It is time for the international community to call out the lie and not to pretend that all’s well with the peace process and the two state theory. Decades of blatant occupation, incarceration without trial, torture and abuse, confiscation of land, discriminatory treatment, violence, harassment, military courts for Palestinian civilians, unequal resource allocation, water theft and mobility limitation are not the signs of a democracy seeking peace and self-determination for all people but rather an apartheid and ethnically / religiously exclusive state that exists on the exclusion of others.
One state, two state or many states – the solution for Palestine-Israel conflict lies with those who reside there – this should be our starting point. The oppressed Palestinians must provide direction for their own liberation. For now, the most urgent need is for us to act in concert to help bring an end to the brutal oppression and denial of the basic human rights and dignity of Palestinians. One concrete way of giving solidarity it to support the boycott, divestment and sanctions (BDS) against Israel campaign. We, South Africans, more than anyone else, know the power of this non-violent strategy.
It is to be expected that, in a feeble attempt at obfuscation of the fundamental human rights issues that underlie the conflict, the Israeli Zionist Apartheid apologists will “cry wolf” and label the call for BDS as “anti-Semitic and an attempt to delegitimize Israel.” This propaganda act is straight from the Israeli state’s “Hasbara” playbook, an Israeli government propaganda strategy to attack all critics of Israel’s human rights violations in the Occupied Palestinian Territories. The Israeli propaganda war is not dissimilar to what South Africans were subjected to, it was a strategy whose hallmarks were “lie, buy, bribe, bluff and threaten” – culminating in the infamous “Muldergate” information scandal.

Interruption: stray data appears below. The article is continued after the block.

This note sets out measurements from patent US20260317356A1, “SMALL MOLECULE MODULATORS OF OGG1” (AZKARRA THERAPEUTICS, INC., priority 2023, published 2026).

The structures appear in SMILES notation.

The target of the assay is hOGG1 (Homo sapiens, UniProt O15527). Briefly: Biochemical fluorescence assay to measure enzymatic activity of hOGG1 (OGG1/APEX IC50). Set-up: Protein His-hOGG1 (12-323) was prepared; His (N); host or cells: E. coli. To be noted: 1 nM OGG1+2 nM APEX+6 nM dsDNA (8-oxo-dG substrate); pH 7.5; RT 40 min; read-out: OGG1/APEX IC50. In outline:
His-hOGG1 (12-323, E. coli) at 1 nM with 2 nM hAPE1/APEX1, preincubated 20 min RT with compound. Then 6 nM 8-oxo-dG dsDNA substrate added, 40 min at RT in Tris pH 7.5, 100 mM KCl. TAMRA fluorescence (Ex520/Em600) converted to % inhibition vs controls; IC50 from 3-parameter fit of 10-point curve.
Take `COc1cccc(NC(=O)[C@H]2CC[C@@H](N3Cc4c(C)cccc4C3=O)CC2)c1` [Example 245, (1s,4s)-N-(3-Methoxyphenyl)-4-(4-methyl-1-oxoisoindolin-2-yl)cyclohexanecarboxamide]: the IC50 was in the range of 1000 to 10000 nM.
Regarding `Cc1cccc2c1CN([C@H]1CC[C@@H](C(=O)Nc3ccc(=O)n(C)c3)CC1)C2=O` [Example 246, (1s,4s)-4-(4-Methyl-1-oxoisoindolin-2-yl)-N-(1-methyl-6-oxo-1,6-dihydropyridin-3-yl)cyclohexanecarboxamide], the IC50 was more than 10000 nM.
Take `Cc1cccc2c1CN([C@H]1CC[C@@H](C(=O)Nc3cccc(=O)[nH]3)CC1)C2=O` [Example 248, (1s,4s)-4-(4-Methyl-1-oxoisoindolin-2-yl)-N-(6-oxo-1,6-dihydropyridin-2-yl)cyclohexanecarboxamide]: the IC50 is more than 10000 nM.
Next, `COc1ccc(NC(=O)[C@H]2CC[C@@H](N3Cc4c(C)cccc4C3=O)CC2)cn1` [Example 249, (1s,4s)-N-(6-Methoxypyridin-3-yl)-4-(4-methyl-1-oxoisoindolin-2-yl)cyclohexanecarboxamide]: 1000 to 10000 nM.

South Africans, possibly more than any other people in the latter half of the previous century, owes a great debt of gratitude to the international community for the freedoms we enjoy. For we are ourselves beneficiaries of the support of the international community, including Palestinians whose experiences mirror our own in many ways. History and posterity has bestowed upon us the obligation to take up the cudgels of the fight for freedom and global justice.
It is instructive that when western governments and their proxies did not support South Africa’s liberation struggle, in the same way that they fail to fully support the Palestinian cause for self- determination, it was ordinary men and women in foreign lands who embarked on a sustained campaign of countering Apartheid South Africa’s impunity with boycotts, divestment and sanctions (BDS). This tactic, in concert with others, forced the Apartheid government to the negotiating table- signalling the beginning of the end of Apartheid and the creation of a single democratic state for all people of this land.
The call to support BDS is therefore a call to dispense of our humanist and internationalist duties to bring an end to the suffering of a people that has gone on for almost 70 years.
Tisetso Magama is the former chairperson of Parliament’s international relations and cooperation portfolio committee and board member of BDS South Africa